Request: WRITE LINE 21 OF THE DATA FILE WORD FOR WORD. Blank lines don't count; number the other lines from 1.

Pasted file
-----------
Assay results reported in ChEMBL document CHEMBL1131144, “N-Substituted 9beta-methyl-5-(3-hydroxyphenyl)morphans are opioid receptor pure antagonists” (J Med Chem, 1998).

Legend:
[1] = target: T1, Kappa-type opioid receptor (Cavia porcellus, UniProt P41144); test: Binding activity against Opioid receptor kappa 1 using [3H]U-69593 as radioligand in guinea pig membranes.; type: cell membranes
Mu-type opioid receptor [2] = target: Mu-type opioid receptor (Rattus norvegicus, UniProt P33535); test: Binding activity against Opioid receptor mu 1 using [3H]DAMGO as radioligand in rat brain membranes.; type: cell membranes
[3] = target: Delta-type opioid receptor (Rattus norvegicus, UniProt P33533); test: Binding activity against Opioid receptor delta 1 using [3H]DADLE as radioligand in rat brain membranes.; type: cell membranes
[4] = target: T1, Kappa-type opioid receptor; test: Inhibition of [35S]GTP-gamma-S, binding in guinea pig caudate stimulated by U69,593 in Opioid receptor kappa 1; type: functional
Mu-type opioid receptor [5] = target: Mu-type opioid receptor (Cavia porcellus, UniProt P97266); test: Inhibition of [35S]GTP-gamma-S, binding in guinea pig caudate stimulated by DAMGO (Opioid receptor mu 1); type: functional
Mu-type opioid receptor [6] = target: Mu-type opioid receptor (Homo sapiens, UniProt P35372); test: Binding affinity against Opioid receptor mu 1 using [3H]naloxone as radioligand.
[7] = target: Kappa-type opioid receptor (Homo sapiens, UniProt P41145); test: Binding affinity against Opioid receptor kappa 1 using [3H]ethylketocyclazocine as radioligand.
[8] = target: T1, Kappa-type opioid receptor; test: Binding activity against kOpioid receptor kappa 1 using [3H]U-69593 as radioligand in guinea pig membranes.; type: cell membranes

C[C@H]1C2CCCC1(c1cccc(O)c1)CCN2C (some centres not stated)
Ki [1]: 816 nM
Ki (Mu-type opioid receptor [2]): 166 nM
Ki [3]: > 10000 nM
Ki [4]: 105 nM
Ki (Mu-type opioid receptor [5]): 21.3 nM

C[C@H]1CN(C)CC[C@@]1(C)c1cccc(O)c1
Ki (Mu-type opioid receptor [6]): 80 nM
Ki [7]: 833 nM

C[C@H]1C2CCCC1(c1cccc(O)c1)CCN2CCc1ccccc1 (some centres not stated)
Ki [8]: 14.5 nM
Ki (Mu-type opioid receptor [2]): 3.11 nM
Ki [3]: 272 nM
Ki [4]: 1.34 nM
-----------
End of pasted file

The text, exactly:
Ki [8]: 14.5 nM